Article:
Pursuant to Federal Rule of Civil Procedure 72, a party may object to and seek review of a Magistrate Judge's report and recommendation. See Fed.R.Civ.P. 72(b)(2). Objections must be stated with specificity. Thomas v. Arn, 474 U.S. 140, 151 (1985) (citation omitted). If objections are made, “[t]he district judge must determine de novo any part of the magistrate judge's disposition that has been properly objected to.” Fed.R.Civ.P. 72(b)(3). De novo review requires at least a review of the evidence before the Magistrate Judge; the Court may not act solely on the basis of a Magistrate Judge's report and recommendation. See Hill v. Duriron Co., 656 F.2d 1208, 1215 (6th Cir. 1981). After reviewing the evidence, the Court is free to accept, reject, or modify the findings or recommendations of the Magistrate Judge. See Lardie v. Birkett, 221 F.Supp.2d 806, 807 (E.D. Mich. 2002).

         Only those objections that are specific are entitled to a de novo review under the statute. Mira v. Marshall, 806 F.2d 636, 637 (6th Cir. 1986). “The parties have the duty to pinpoint those portions of the magistrate's report that the district court must specially consider.” Id. (internal quotation marks and citation omitted). A general objection, or one that merely restates the arguments previously presented, does not sufficiently identify alleged errors on the part of the magistrate judge. See VanDiver v. Martin, 304 F.Supp.2d 934, 937 (E. D. Mich. 2004). An “objection” that does nothing more than disagree with a magistrate judge's determination, “without explaining the source of the error, ” is not considered a valid objection. Howard v. Sec'y of Health and Human Servs., 932 F.2d 505, 509 (6th Cir. 1991). Without specific objections, “[t]he functions of the district court are effectively duplicated as both the magistrate and the district court perform identical tasks. This duplication of time and effort wastes judicial resources rather than saving them, and runs contrary to the purposes of the Magistrate's Act.” Id.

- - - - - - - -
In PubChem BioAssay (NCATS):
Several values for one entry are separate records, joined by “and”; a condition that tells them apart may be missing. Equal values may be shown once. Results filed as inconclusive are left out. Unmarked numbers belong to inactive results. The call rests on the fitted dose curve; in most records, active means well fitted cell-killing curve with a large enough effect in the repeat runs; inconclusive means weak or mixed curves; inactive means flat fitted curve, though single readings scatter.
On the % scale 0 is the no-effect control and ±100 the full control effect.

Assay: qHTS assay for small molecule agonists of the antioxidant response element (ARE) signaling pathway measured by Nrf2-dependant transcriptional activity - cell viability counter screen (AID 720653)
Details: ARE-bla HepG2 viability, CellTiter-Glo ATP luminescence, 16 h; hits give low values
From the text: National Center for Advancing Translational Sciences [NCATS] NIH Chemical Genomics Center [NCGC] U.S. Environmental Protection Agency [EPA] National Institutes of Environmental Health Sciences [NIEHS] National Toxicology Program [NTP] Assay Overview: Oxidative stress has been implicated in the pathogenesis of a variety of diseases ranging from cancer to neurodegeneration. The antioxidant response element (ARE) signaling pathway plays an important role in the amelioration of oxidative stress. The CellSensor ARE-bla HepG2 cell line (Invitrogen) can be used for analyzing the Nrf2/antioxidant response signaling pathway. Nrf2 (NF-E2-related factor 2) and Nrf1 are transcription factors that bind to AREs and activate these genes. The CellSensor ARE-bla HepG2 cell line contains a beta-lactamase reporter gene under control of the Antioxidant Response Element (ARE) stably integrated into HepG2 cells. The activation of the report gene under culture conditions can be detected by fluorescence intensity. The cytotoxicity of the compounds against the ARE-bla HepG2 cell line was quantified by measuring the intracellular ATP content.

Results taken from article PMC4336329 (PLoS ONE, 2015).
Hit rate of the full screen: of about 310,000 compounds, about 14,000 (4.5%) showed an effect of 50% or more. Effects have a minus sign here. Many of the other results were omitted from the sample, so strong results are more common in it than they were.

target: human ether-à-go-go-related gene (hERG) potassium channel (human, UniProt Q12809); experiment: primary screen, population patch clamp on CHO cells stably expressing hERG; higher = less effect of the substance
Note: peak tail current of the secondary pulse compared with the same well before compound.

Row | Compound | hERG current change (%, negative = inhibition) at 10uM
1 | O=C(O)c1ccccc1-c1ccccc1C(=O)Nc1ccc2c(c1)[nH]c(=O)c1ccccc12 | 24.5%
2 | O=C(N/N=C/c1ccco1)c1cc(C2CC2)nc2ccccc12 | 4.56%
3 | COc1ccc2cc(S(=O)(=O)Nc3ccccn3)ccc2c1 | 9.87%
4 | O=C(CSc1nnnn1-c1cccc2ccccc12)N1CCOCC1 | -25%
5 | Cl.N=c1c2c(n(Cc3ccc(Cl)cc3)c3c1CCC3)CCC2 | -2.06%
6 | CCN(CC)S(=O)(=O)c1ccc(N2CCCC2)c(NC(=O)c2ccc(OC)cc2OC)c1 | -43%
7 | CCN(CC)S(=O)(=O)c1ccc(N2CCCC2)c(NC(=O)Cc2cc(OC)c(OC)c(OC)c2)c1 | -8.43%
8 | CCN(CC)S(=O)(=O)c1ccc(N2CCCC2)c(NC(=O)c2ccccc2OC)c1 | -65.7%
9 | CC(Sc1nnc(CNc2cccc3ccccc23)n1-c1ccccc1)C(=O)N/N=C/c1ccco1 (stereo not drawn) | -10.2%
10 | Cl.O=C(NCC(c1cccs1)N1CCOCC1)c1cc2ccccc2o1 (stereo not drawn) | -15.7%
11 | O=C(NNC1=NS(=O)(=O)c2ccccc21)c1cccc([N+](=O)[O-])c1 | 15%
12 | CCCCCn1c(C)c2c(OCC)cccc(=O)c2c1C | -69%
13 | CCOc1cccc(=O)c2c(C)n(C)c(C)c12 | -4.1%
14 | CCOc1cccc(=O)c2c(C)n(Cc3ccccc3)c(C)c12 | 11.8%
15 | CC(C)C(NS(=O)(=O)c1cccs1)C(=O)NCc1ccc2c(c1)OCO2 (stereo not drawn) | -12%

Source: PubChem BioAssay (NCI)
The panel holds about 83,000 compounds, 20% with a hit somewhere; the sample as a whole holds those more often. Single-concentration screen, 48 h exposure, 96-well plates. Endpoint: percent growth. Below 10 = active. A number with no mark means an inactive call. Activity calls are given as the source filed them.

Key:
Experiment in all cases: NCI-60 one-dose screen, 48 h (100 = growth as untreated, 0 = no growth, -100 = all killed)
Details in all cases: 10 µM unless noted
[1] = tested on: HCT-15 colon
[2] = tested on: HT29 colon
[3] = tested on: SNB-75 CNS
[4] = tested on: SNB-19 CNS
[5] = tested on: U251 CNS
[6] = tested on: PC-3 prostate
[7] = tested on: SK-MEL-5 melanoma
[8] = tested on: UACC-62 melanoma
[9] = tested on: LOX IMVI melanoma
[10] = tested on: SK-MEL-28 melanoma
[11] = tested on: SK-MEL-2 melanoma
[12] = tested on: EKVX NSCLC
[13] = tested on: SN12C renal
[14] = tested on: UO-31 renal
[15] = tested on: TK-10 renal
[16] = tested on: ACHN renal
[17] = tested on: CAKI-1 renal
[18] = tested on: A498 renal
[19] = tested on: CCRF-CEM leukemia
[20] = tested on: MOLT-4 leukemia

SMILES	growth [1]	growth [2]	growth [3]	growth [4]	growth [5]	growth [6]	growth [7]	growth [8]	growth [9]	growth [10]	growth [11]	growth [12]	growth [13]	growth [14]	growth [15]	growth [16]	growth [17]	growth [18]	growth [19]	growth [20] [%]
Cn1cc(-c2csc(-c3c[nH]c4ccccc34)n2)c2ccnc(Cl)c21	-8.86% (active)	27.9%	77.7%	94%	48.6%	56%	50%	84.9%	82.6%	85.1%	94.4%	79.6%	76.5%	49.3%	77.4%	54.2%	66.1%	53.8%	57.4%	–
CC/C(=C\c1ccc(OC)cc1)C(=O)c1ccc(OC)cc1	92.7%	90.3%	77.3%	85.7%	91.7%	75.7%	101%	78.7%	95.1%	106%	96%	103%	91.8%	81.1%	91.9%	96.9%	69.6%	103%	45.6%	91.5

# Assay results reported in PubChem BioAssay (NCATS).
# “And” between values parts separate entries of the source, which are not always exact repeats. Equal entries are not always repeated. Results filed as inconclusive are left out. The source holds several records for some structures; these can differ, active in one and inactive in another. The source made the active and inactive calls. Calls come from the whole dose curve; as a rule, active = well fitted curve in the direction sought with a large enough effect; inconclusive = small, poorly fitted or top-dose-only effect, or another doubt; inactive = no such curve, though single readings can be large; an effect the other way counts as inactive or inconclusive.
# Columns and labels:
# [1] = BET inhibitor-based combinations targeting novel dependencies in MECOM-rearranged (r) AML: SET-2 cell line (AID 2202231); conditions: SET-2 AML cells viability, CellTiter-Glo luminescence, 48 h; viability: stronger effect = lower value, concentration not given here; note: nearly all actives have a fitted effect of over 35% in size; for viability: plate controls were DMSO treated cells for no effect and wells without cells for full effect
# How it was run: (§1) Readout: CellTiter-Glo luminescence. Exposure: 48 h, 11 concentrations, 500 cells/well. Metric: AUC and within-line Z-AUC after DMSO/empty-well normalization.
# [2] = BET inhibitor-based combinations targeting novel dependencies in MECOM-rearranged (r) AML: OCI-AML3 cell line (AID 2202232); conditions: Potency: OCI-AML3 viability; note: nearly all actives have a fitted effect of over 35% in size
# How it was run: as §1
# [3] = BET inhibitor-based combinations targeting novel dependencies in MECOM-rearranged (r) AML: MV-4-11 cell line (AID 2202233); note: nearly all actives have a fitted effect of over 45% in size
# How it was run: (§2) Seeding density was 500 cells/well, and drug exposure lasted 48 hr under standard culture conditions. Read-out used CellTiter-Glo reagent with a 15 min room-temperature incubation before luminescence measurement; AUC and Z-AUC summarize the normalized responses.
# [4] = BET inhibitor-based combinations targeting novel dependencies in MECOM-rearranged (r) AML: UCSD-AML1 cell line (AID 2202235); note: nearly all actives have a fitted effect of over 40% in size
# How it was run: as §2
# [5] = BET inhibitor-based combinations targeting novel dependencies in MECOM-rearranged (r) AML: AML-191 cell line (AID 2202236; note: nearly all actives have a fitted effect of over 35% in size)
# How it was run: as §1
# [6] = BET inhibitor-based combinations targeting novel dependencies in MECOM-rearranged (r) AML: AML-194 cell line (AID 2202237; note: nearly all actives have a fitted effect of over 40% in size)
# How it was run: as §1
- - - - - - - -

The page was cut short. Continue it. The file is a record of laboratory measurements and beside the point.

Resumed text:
Plaintiff now raises three objections to the magistrate judge's report and recommendation: (1) the Plan/LICNA erred in using the wrong disability standard; (2) Plaintiff presented sufficient medical evidence to establish she was disabled under the plan; and (3) the Plan/LICNA erred in declining to request a physical examination of Plaintiff. See ECF No. 64. The objections raised by Plaintiff are not proper objections in that they are general, restate the core arguments previously raised and already addressed by the magistrate, and amount to nothing more than disagreement with the magistrate judge's conclusions. Because Plaintiff's objections impermissibly attempt to reargue the entire case, they will be overruled.

         III.

         Accordingly, it is ORDERED that Plaintiff Guest-Marcotte's objections, ECF No. 64, are OVERRULED.

         It is further ORDERED that the report and ...


Buy This Entire Record For $7.95

Download the entire decision to receive the complete text, official citation,
docket number, dissents and concurrences, and footnotes for this case.

Learn more about what you receive with purchase of this case.